Answer: For good fruit set, it's better to have both a male and a female blueberry plant, but it isn't necessary for you to be able to tell them apart. Both will flower, but only the female will set fruit. Here are a few pointers for growing blueberries:
Soil pH - Blueberries require a lower pH than many other small fruit crops. Before planting, take a soil test. Apply wettable sulfur (90% S) if pH is above 5.3 for rabbiteye blueberries or 5.0 for highbush blueberries. Use 1.0 pound (2.5 cups) per 100 square ft on sandy soils to lower pH by 1 unit (for instance, from 6.0 to 5.0). Apply 2.0 pounds per 100 square ft for the same amount of pH lowering on heavier soils containing silt, clay or more than 2% organic matter. Try to achieve a pH of around 4.8; too much reduction can be detrimental to bush growth. Apply sulfur at least 3 to 4 months before planting, and take another soil test before planting. If pH is still above the acceptable range, additional sulfur can be applied. If you must plant without an initial soil test, mix 1 cubic ft of peat moss with an equal amount of sand. On a heavy clay soil or a soil that sometimes remains wet, put the peat-sand mixture on the soil surface. If you are certain the soil has good internal drainage, part of the peat-sand mixture can go in a hole or furrow several inches below the soil surface. However, leave enough of the peat-sand mixture to form a mound (single plant) or ridge (row of plants) at least 6 inches above the surrounding soil surface. The mound or ridge will insure against damage from excess water, however, with this planting method, water thoroughly 2 to 3 times per week during dry periods, because the raised peat-sand mix will dry out quickly.
Organic Additions - If the soil contains less than 2% organic matter (OM on soil test report), incorporating peat moss or well-decayed pine sawdust or bark will improve plant survival and growth. Apply 3 to 4 inches of the organic material over the row in a band 18 to 24 inches wide and incorporate thoroughly using a roto-tiller or spade to a depth of 6 to 8 inches. Preparing the beds in the fall will allow planting earlier in the season (late February to late March depending on the location). If the organic material is incorporated in the fall, any sulfur required to lower the pH can be added at the same time. Avoid opening a furrow, adding the organic material and planting directly in the pure organic material. Water and nutrient management is likely to be difficult in the pure organic material and plants are more likely to become weak and die.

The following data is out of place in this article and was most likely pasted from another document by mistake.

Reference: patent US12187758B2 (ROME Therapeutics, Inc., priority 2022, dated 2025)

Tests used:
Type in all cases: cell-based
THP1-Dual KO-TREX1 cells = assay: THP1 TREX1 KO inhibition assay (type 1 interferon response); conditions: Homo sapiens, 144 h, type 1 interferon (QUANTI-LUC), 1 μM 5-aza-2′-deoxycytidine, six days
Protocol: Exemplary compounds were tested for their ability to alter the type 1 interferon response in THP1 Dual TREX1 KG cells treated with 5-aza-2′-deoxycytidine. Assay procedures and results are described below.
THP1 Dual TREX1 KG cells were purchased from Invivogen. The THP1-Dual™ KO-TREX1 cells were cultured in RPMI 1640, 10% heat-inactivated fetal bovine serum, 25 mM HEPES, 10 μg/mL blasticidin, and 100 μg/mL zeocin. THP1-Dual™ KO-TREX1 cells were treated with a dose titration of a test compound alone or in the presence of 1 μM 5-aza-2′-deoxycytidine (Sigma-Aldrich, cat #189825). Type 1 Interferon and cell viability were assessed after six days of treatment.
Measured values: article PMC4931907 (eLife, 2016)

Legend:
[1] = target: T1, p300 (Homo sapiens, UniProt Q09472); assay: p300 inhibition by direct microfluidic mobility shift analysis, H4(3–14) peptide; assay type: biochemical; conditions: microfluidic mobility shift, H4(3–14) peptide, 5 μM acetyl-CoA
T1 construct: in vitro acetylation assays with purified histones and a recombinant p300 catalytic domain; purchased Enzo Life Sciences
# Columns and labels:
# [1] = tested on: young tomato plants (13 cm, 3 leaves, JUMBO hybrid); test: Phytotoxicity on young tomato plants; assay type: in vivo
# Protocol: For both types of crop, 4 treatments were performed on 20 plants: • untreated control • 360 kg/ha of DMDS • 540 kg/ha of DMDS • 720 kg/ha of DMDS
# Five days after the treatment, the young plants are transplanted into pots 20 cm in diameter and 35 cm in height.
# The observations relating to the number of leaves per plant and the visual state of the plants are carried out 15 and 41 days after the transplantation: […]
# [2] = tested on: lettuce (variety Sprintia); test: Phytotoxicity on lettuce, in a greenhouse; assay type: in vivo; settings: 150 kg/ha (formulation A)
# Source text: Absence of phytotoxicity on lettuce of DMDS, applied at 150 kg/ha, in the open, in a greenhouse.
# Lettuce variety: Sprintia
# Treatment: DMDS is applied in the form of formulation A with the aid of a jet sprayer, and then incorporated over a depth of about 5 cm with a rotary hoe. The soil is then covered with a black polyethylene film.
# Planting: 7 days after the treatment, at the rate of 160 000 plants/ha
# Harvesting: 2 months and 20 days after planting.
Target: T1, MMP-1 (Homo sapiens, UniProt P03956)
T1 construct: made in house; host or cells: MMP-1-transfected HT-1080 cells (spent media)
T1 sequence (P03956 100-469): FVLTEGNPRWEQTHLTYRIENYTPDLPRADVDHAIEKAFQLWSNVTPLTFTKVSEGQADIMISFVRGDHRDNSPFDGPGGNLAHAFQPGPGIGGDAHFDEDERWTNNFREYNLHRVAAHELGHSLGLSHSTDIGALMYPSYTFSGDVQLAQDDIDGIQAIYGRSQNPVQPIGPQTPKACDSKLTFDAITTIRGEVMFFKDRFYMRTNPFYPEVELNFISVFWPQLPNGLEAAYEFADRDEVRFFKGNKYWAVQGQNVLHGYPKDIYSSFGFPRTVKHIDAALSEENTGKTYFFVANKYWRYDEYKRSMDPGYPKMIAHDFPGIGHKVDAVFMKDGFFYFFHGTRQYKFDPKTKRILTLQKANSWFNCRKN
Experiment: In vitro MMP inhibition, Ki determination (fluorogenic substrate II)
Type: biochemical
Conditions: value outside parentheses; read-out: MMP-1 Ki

Drainage - Blueberry plants require excellent soil drainage, so provisions for drainage must precede planting. Soil maps or observing the soil profile may be helpful in predicting internal drainage. Alternatively, digging a "dry well" can be a very effective means of determining soil drainage. Dig a hole(s) 6 to 8 inches deep and observe the water level following heavy rains. Water should not remain in the hole for more than 24 hrs, otherwise select another site or plant on ridges high enough for the water level to reach 6 to 8 inches deep within 24 hrs.
Irrigation - In most seasons and on most soils, irrigation is absolutely essential the year of planting. Hand watering with a hose is possible for several bushes, however, a soaker hose will usually give more uniform wetting. In larger plantings, systems using micro-sprinklers have been more successful than point-source drippers. Even 2 drippers per plant often do not wet enough of the soil in the root zone. At least 50% of the area under the drip line should be wetted. The irrigation system must be designed for the higher output of micro-sprinklers (about 10 gal per hr) compared with 1 or 2 gal per hr for drippers. Align the micro-sprinklers to avoid saturated soil around the crown of the bushes. The use of automatic timers on drip or microsprinkler irrigation systems can result in shallow root systems and root rotting if systems apply water daily. Apply irrigation no more than once every two days to reduce the chances of root rot infection.
Sun Versus Shade - Full sun is desirable but up to 50% shade is usually acceptable. However, yield is reduced with increasing shade, so plant in a sunny location to achieve maximum yield.
Blueberry plants begin to produce fruit in the third season; however, they do not become fully productive for about six years. Once in production, it is necessary to protect the fruit from loss to birds.
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